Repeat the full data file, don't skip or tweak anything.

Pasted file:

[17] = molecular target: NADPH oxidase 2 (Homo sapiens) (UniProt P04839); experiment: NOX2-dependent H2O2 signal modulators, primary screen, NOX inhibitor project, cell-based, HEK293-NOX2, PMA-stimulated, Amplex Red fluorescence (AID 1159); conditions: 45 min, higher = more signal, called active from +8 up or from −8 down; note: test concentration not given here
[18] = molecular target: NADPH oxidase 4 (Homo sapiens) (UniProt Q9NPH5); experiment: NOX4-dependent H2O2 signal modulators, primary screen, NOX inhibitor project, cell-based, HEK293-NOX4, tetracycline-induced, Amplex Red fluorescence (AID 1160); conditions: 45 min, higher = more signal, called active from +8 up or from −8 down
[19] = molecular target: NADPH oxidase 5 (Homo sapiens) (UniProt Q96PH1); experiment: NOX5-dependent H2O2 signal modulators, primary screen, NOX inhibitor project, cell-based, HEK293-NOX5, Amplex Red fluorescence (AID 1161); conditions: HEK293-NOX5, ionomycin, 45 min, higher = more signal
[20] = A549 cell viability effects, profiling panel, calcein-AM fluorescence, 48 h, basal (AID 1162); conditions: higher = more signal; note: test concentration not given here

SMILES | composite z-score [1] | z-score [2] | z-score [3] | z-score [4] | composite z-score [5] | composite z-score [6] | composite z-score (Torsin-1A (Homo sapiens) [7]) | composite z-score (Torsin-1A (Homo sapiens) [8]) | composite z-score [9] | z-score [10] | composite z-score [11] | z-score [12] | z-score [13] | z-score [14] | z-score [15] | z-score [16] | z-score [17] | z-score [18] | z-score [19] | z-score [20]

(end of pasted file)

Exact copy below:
[17] = molecular target: NADPH oxidase 2 (Homo sapiens) (UniProt P04839); experiment: NOX2-dependent H2O2 signal modulators, primary screen, NOX inhibitor project, cell-based, HEK293-NOX2, PMA-stimulated, Amplex Red fluorescence (AID 1159); conditions: 45 min, higher = more signal, called active from +8 up or from −8 down; note: test concentration not given here
[18] = molecular target: NADPH oxidase 4 (Homo sapiens) (UniProt Q9NPH5); experiment: NOX4-dependent H2O2 signal modulators, primary screen, NOX inhibitor project, cell-based, HEK293-NOX4, tetracycline-induced, Amplex Red fluorescence (AID 1160); conditions: 45 min, higher = more signal, called active from +8 up or from −8 down
[19] = molecular target: NADPH oxidase 5 (Homo sapiens) (UniProt Q96PH1); experiment: NOX5-dependent H2O2 signal modulators, primary screen, NOX inhibitor project, cell-based, HEK293-NOX5, Amplex Red fluorescence (AID 1161); conditions: HEK293-NOX5, ionomycin, 45 min, higher = more signal
[20] = A549 cell viability effects, profiling panel, calcein-AM fluorescence, 48 h, basal (AID 1162); conditions: higher = more signal; note: test concentration not given here

SMILES | composite z-score [1] | z-score [2] | z-score [3] | z-score [4] | composite z-score [5] | composite z-score [6] | composite z-score (Torsin-1A (Homo sapiens) [7]) | composite z-score (Torsin-1A (Homo sapiens) [8]) | composite z-score [9] | z-score [10] | composite z-score [11] | z-score [12] | z-score [13] | z-score [14] | z-score [15] | z-score [16] | z-score [17] | z-score [18] | z-score [19] | z-score [20]